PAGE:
Craig Emmerich: It’s great, too, because protein sparing modified fast is protein, as you know the thermic effect of food is very high, and so basically 25% of those calories are going to be negated because it’s protein and it takes that much energy to utilize it. So it’s a great way to get you back, while preserving that lean mass.
Leanne Vogel: Mm-hmm (affirmative). That’s awesome. And what do you, I don’t know how you guys’ program works, I’m not sure if other people see other people in the group, or how that works, but I’m sure just on a grand scheme of things when people are on Instagram, and looking at other keto people like, “Why don’t I have those results?” Do you go through that stuff in your book, of strategies of comparison, or in your programs that you offer?
Craig Emmerich: Yeah. Again, number one, we’ve had a lot of clients over 12 years, and definitely you have people who have different, everybody’s different in how they heal and how their results come. We’ve had clients that it seems almost like certain parts of the metabolism and body need to heal first, before they see the weight loss come off. We had one client who started following us, doing everything exactly the way she should, no weight loss at all for two months, and she was feeling so good that she stuck with it. In month three, she lost 20 pounds. It’s like her body needed to heal first from some of the issues she was having, before the weight would start coming off. And so it’s more, we try to get our clients to focus on how they feel first and focus on that, and the weight will come, if you stick with it.
Leanne Vogel: Yeah, that’s something I see in my practice all the time, and it really, that sticking with it piece can be easy if you adjust your goals, like, “I just want to feel good, and I’m feeling good, and my mind is lit up, and my moods are better. I’m just going to stick with it and see where this takes me.” And I think once you make that shift, mentally it’s pretty powerful stuff. So that’s great that you’ve seen that as well.
Craig Emmerich: Yeah, and I think to focus as, it’s not a quick fix, it’s a lifestyle. In the book I talk about, there’s kind of three phases to this lifestyle. If you restrict carbs enough, in two to three days you’ll see elevated blood ketones, but you won’t feel that real keto feeling yet. So, it takes about three to four to maybe six weeks, where your body’s actually making more mitochondria so that it can utilize that stored fat for fuel better, and that is when you start to feel full all day, cravings go away, your moods increase, you have better mental clarity. So that’s kind of the second stage.
Ad then there’s another stage that if you stick with the lifestyle, you see more metabolic improvements and overall improvements going out six, twelve months and longer. There’s even a Volek and Phinney study recently that showed that these athletes, one year after going keto, were still seeing some metabolic improvements in their performance, and so this is a lifestyle, this isn’t a quick fix.
Leanne Vogel: Yeah, definitely. And I’d love to delve a little bit deeper into your book. In your book, which launched, first off it’s called “Keto.”, and it launched January 8th, and it’s jam packed with content, and I’m super impressed, that must have taken forever to put together, I appreciate a well written book. You chat a little bit about, well a lot, about nutrient density of foods, and we chatted about the quality before, but I’d love to hone in on why people should focus on that nutrient density and the overall system that’s supported by doing that.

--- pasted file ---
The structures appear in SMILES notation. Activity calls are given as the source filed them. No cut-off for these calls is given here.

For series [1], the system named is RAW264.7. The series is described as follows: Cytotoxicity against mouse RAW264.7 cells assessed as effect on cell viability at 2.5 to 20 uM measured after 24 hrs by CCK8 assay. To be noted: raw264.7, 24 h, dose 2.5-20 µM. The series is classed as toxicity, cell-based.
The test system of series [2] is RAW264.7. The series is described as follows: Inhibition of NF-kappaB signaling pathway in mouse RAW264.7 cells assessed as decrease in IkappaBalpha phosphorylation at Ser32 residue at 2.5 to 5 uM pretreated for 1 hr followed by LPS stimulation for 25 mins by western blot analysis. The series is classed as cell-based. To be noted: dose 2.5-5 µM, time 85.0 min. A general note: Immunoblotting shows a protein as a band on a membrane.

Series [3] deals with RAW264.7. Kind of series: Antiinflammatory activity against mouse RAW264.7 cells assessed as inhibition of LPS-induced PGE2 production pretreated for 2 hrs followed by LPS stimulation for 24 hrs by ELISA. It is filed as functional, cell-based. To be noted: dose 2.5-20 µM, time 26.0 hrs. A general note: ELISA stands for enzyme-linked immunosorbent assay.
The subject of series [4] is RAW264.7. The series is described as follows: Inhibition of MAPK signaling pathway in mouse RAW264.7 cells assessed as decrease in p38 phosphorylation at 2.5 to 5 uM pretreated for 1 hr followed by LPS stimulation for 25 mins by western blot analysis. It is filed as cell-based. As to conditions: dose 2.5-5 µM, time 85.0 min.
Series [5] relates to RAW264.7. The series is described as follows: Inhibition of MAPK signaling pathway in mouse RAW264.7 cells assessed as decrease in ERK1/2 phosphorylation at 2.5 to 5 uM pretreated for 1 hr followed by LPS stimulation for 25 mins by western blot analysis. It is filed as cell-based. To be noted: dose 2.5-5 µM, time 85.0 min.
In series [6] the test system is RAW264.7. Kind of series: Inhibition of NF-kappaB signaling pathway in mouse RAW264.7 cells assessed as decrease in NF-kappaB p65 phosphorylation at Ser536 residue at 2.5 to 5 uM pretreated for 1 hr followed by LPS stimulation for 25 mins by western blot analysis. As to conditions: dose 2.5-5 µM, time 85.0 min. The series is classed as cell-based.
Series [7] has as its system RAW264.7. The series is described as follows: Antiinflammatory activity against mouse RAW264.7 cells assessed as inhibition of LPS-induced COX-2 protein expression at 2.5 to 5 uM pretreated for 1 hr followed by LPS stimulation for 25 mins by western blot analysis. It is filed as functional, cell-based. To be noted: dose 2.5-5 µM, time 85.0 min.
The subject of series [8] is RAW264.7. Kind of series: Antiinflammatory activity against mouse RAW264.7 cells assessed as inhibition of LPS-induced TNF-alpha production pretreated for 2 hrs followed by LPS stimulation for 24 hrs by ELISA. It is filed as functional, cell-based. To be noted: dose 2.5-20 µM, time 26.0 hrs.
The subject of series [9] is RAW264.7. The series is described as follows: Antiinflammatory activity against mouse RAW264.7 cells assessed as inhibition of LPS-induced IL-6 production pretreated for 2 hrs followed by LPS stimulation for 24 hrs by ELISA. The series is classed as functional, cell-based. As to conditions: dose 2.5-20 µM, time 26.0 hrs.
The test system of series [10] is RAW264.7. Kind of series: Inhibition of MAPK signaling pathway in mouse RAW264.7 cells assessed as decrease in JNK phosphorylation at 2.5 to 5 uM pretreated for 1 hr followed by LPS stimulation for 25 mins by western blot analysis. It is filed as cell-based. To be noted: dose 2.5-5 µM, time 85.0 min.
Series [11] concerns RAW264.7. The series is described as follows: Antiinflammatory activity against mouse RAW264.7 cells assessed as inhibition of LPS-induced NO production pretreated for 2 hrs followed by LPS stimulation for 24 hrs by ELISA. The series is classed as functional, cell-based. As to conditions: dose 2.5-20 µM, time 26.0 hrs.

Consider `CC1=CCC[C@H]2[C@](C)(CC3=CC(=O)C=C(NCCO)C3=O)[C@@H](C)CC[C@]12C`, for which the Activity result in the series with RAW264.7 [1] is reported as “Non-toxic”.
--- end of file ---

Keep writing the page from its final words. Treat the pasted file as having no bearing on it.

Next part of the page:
Craig Emmerich: Yeah, you know your body needs a lot of micronutrients to feed all the biological pathways that are needed to run our bodies, and the big problem with the standard American diet is that when you get these processed foods, they’re devoid of these micronutrients that your body needs to heal, to function properly, and so focusing on very nutrient dense foods is a very important part of healing as well.
And one of the things, as I was researching and writing this chapter, that just blew my mind is that, if you talk to the average person and you put a plate in front of them and it’s got a steak on it, and a bunch of kale and blueberries and vegetables, and you say, “Where are all the vitamins and minerals coming from?” They’re going to point to the veggies and the fruit, and yet, if you look at just beef, it is very high in micronutrients, and vitamins, minerals across the board, and I have a lot of charts in this chapter that show how it stacks up even better against kale, against blueberries, against all of these things that we consider super foods, beef is better across the board on nutrients.
And this is something I think our society kind of lost track of, I think because of some of the flawed, you know China study, and some of these flawed information that came out pointing to beef being a bad guy. So I really wanted to put a light on it that you are getting a lot of micronutrients when you eat animal proteins.
Leanne Vogel: Mm-hmm (affirmative). Yes, I’ve seen that for myself as well, when I switched from being vegan for eight years to going to a ketogenic diet, just the vast difference in the amounts of nutrients. Also, that you’re able to assimilate, I think too, I think a lot of our bodies aren’t meant to eat as many vegetables as I was eating as a vegan, and I could tell. I was constantly constipated, there were a lot of health issues that I was dealing with because of the nutrient choices that I was making.
Craig Emmerich: Yeah, and I have a section in there on that, showing the human cecum, and that is a real indicator of evolutionary choice that was made. Where we swapped a big gut for a big brain, and you look at other animals, like koala bears are true herbivores, they’ve got this huge cecum that, cecum is basically this huge pouch that holds vegetable matter to ferment it, to fully break it down into fatty acids and things that can be used. Well, the human cecum is basically this tiny little pouch at the bottom of the colon, so it can’t really hold much of anything for very long. So, if you look at it from an evolutionary perspective, we’ve swapped higher nutrient dense foods, like animal proteins, for the primary fuel, in order to fuel this big hog of a brain we have for energy.